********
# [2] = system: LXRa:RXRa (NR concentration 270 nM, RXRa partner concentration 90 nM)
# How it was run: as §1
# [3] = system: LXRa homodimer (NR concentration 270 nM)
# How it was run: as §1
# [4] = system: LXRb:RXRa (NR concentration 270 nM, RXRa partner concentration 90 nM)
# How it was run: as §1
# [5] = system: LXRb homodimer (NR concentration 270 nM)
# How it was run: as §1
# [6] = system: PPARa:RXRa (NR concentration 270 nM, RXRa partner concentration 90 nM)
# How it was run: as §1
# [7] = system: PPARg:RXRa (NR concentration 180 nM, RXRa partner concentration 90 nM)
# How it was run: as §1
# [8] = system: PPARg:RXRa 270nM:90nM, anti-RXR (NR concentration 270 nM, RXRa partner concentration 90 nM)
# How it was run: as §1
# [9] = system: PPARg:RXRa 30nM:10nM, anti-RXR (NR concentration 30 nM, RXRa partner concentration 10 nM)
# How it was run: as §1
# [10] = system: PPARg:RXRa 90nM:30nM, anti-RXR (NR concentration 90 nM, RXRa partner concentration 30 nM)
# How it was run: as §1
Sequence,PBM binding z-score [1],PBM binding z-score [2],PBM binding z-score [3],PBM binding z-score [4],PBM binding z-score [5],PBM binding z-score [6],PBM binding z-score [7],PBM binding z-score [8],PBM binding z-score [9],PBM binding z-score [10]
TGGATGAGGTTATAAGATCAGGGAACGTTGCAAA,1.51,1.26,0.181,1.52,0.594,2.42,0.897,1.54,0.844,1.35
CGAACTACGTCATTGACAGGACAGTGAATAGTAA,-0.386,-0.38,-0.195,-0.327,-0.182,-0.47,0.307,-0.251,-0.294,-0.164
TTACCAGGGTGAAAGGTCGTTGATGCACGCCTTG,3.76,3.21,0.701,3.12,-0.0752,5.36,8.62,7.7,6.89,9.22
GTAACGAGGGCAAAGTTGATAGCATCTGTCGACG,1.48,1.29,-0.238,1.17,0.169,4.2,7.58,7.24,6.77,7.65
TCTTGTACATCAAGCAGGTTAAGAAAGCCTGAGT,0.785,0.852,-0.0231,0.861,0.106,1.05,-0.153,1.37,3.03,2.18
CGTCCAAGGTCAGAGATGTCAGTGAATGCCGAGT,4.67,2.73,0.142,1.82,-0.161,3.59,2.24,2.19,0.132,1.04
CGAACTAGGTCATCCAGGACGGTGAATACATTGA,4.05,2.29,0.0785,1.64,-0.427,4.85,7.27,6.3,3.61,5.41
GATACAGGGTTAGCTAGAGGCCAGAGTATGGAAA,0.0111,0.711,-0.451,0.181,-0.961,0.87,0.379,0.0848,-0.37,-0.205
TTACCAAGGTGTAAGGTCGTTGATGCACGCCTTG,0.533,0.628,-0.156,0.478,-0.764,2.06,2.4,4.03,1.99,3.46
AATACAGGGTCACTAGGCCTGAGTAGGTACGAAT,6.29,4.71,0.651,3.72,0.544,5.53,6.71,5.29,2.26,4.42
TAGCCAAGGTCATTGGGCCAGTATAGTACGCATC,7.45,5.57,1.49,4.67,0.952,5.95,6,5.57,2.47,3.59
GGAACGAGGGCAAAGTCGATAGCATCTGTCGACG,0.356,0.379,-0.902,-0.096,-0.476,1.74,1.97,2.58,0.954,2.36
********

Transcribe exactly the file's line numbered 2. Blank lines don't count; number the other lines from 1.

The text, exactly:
# How it was run: as §1